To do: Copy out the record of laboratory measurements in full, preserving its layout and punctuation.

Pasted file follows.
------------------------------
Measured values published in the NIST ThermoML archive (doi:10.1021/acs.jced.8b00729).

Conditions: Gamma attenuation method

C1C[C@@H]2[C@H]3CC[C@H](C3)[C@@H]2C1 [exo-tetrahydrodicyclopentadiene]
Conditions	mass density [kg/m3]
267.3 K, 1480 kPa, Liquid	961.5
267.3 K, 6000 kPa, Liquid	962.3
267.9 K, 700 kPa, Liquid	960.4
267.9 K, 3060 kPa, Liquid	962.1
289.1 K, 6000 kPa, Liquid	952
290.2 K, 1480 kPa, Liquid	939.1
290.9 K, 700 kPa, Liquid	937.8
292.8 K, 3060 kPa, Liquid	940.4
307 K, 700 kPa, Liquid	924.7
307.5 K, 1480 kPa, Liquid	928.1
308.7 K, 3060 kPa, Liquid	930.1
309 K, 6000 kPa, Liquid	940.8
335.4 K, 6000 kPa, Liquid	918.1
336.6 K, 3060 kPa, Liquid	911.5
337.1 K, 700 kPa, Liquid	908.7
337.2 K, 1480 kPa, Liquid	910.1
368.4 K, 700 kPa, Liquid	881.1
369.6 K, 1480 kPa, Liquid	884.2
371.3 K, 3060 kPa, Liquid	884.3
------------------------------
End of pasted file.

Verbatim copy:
Measured values published in the NIST ThermoML archive (doi:10.1021/acs.jced.8b00729).

Conditions: Gamma attenuation method

C1C[C@@H]2[C@H]3CC[C@H](C3)[C@@H]2C1 [exo-tetrahydrodicyclopentadiene]
Conditions	mass density [kg/m3]
267.3 K, 1480 kPa, Liquid	961.5
267.3 K, 6000 kPa, Liquid	962.3
267.9 K, 700 kPa, Liquid	960.4
267.9 K, 3060 kPa, Liquid	962.1
289.1 K, 6000 kPa, Liquid	952
290.2 K, 1480 kPa, Liquid	939.1
290.9 K, 700 kPa, Liquid	937.8
292.8 K, 3060 kPa, Liquid	940.4
307 K, 700 kPa, Liquid	924.7
307.5 K, 1480 kPa, Liquid	928.1
308.7 K, 3060 kPa, Liquid	930.1
309 K, 6000 kPa, Liquid	940.8
335.4 K, 6000 kPa, Liquid	918.1
336.6 K, 3060 kPa, Liquid	911.5
337.1 K, 700 kPa, Liquid	908.7
337.2 K, 1480 kPa, Liquid	910.1
368.4 K, 700 kPa, Liquid	881.1
369.6 K, 1480 kPa, Liquid	884.2
371.3 K, 3060 kPa, Liquid	884.3